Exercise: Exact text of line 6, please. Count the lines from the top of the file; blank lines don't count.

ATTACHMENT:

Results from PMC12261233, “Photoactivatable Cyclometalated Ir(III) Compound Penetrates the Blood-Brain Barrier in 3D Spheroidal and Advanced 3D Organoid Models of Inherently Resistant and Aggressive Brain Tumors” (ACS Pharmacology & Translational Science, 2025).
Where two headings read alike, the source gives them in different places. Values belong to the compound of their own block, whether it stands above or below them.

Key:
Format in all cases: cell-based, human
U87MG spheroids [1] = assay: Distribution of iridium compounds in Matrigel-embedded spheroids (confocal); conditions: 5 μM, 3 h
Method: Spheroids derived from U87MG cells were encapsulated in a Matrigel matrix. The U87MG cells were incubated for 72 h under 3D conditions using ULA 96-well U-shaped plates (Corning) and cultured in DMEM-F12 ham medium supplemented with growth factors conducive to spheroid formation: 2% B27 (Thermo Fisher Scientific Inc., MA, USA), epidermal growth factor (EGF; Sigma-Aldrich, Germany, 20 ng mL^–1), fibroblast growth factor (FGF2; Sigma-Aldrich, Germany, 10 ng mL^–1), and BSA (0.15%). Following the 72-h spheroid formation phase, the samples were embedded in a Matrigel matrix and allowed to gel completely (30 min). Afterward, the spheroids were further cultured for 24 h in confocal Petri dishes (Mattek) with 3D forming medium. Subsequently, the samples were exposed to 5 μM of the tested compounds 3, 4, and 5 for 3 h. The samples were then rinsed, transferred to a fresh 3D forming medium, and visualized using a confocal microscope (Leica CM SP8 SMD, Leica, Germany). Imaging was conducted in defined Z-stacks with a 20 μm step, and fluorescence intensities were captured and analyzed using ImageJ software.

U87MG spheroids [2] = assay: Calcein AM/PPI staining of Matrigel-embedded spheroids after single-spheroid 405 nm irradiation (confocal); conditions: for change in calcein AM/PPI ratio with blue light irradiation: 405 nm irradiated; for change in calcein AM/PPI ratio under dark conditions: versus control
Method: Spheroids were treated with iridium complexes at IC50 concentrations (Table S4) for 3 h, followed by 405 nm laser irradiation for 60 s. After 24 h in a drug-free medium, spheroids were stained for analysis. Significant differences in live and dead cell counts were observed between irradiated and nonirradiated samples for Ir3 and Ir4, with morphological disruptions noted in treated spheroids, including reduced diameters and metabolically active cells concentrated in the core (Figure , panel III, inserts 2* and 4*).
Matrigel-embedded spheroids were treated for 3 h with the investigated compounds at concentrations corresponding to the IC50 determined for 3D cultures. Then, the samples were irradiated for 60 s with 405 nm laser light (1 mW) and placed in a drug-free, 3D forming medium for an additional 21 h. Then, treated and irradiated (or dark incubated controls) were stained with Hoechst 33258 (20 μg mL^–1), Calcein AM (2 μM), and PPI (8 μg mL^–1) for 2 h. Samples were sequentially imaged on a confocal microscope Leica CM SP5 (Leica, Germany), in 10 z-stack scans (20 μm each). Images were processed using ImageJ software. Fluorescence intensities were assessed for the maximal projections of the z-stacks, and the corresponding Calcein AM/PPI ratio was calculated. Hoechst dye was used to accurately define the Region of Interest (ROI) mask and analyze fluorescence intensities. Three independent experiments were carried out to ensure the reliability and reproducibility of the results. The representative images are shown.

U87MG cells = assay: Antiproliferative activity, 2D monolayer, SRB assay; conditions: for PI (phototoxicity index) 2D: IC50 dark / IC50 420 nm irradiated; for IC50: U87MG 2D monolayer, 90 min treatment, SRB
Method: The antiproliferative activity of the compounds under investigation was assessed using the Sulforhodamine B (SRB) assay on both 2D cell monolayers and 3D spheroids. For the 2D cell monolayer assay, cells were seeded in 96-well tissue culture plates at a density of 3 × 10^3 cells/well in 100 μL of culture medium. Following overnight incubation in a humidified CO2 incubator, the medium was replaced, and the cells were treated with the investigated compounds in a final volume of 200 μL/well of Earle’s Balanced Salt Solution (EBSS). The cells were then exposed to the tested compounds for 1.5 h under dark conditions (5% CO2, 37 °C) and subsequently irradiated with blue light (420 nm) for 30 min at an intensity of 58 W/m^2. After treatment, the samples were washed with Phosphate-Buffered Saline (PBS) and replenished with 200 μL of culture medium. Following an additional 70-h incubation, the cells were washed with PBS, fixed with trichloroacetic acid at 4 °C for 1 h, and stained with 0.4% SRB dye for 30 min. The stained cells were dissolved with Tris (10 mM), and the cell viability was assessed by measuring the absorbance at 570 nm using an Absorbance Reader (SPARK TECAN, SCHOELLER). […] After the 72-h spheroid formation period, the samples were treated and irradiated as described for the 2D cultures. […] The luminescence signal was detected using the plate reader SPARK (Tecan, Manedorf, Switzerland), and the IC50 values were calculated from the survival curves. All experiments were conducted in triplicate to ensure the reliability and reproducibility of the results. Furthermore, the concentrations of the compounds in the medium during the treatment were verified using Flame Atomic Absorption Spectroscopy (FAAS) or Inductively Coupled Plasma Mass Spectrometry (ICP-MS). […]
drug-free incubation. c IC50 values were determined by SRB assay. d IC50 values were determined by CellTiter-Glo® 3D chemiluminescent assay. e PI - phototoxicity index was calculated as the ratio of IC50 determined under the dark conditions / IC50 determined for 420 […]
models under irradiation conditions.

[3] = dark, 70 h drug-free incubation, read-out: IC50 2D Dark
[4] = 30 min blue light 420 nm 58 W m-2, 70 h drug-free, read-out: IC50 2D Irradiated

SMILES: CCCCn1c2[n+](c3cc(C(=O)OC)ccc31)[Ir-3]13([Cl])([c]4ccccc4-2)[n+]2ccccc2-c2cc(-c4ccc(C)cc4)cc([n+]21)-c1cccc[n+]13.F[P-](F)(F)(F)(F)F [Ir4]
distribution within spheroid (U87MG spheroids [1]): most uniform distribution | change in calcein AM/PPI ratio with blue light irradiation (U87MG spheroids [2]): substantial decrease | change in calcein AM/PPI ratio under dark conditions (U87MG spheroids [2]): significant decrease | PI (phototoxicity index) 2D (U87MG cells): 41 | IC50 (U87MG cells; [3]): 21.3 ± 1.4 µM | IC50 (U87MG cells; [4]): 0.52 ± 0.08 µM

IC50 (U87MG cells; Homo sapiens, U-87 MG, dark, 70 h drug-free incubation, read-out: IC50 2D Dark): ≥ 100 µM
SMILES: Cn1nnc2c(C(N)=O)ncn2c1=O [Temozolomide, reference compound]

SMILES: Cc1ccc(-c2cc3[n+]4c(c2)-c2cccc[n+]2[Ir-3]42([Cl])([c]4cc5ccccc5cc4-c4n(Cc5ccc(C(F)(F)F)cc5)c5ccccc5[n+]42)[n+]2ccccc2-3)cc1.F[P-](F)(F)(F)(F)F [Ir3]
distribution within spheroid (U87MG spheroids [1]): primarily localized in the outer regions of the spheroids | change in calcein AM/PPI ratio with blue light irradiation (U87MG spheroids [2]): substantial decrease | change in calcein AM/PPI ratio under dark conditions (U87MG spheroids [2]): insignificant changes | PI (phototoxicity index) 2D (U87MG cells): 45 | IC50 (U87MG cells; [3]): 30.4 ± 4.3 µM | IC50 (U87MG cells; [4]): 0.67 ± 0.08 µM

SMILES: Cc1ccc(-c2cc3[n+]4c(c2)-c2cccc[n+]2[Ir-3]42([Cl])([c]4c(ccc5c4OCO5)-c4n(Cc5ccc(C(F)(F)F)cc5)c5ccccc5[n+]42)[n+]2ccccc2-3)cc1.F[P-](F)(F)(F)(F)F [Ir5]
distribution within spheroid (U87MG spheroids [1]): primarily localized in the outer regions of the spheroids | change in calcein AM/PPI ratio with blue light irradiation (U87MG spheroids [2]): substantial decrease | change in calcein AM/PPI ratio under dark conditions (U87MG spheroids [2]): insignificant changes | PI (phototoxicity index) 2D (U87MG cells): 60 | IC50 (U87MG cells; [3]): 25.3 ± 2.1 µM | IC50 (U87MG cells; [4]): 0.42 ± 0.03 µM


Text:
Method: Spheroids derived from U87MG cells were encapsulated in a Matrigel matrix. The U87MG cells were incubated for 72 h under 3D conditions using ULA 96-well U-shaped plates (Corning) and cultured in DMEM-F12 ham medium supplemented with growth factors conducive to spheroid formation: 2% B27 (Thermo Fisher Scientific Inc., MA, USA), epidermal growth factor (EGF; Sigma-Aldrich, Germany, 20 ng mL^–1), fibroblast growth factor (FGF2; Sigma-Aldrich, Germany, 10 ng mL^–1), and BSA (0.15%). Following the 72-h spheroid formation phase, the samples were embedded in a Matrigel matrix and allowed to gel completely (30 min). Afterward, the spheroids were further cultured for 24 h in confocal Petri dishes (Mattek) with 3D forming medium. Subsequently, the samples were exposed to 5 μM of the tested compounds 3, 4, and 5 for 3 h. The samples were then rinsed, transferred to a fresh 3D forming medium, and visualized using a confocal microscope (Leica CM SP8 SMD, Leica, Germany). Imaging was conducted in defined Z-stacks with a 20 μm step, and fluorescence intensities were captured and analyzed using ImageJ software.